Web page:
Eastern Health has been working with partners since 2019 on a concept center of excellence.

The 2020 business plan was prepared by an Ottawa-based company called Canada Israel Technology Solutions.

It included an “in-depth exposure analysis” of the IT system at Eastern Health and the Newfoundland and Labrador Center for Health Information, which is responsible for network security for all county health authorities.

The actual analysis, conducted by the Israeli company CyberMDX, remains classified. But the outlines of its results are described in the 2020 Business Proposal.

CBC/Radio-Canada submitted that 40-page document to half a dozen cybersecurity experts to get their opinion on it.

“I think it could be taken as a warning at all,” said Simon Woodworth, director of the Center for Health Information Systems Research at University College Cork in Ireland.

In this regard, it is significant that the cyber attack occurred a year after the warning.

“Alerts . said Sam Harper, journalist and programmer at Crypto Quebec [were] off when I was reading it.”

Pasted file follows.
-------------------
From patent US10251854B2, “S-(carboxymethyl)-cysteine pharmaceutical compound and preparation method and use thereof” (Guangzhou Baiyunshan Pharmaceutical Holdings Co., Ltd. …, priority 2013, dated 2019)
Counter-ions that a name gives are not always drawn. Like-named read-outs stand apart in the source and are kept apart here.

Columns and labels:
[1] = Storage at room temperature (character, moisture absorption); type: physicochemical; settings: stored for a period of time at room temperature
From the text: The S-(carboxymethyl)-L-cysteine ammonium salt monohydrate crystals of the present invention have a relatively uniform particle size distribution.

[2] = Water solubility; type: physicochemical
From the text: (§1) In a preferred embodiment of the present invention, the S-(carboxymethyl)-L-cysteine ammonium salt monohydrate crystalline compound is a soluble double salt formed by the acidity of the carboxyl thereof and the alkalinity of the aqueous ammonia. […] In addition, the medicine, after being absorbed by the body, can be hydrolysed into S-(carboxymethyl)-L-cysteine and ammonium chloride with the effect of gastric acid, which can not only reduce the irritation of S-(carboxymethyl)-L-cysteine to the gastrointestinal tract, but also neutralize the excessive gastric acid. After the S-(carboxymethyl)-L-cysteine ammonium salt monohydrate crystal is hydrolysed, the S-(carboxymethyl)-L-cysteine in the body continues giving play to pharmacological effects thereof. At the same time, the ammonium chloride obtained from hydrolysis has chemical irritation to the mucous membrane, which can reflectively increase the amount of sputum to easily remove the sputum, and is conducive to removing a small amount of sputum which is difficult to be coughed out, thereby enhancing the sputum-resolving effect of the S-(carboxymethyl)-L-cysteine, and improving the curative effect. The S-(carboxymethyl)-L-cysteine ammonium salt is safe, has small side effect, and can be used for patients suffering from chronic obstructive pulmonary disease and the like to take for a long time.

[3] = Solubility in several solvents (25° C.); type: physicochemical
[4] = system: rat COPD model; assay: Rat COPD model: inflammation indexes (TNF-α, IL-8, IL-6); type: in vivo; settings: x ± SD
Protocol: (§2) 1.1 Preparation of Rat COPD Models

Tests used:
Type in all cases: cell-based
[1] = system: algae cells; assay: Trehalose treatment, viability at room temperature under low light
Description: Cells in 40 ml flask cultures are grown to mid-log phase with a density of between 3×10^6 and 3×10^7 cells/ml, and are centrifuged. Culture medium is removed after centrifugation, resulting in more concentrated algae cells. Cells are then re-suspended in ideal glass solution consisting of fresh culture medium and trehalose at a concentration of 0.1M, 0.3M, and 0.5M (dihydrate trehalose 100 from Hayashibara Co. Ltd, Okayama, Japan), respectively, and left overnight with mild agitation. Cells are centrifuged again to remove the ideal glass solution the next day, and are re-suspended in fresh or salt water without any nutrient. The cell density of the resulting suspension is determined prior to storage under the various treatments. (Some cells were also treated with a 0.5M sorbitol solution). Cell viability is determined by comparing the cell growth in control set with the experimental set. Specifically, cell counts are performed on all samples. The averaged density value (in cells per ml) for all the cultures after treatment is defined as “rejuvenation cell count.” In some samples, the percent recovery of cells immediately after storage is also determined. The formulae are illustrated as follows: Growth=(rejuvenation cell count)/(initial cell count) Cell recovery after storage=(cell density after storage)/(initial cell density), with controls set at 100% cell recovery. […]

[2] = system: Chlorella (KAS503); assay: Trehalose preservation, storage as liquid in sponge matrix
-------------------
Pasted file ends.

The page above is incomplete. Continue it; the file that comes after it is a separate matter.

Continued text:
Not enough security analysts

Part of the report on cybersecurity needs pointed to a number of potential problems.

They ranged from outdated technology and understaffing to an inadequate database used to keep track of information about assets.

According to the report, there were outdated components in some IT systems that could not be adequately managed or patched, and they would most likely need to be upgraded or shut down completely.

The document recommended more security personnel to identify, respond to, mitigate, and defend against cyber threats.

She said that while Eastern Health and NLCHI’s systems are built on best practices and security standards, there are “insufficient security analysts able to ensure full compliance.”

As a result, only a partial audit was performed annually on a select number of critical security systems.

Eastern Health officials said the 2020 report outlining the potential issues was created as part of a long-term process to build a cybersecurity center of excellence in Newfoundland and Labrador. (Reuters/Kacper Pembel/File Photo)

“If you don’t have the staff to maintain the system, it’s like having a car that never plans to change the oil, light bulbs, or tires,” said Eva Tasheva, co-founder and leader of the company’s cybersecurity department. The Brussels-based CyEn consulting firm.

“So eventually it will fade and become obsolete very quickly.”

Sam Harper of Crypto Quebec agreed.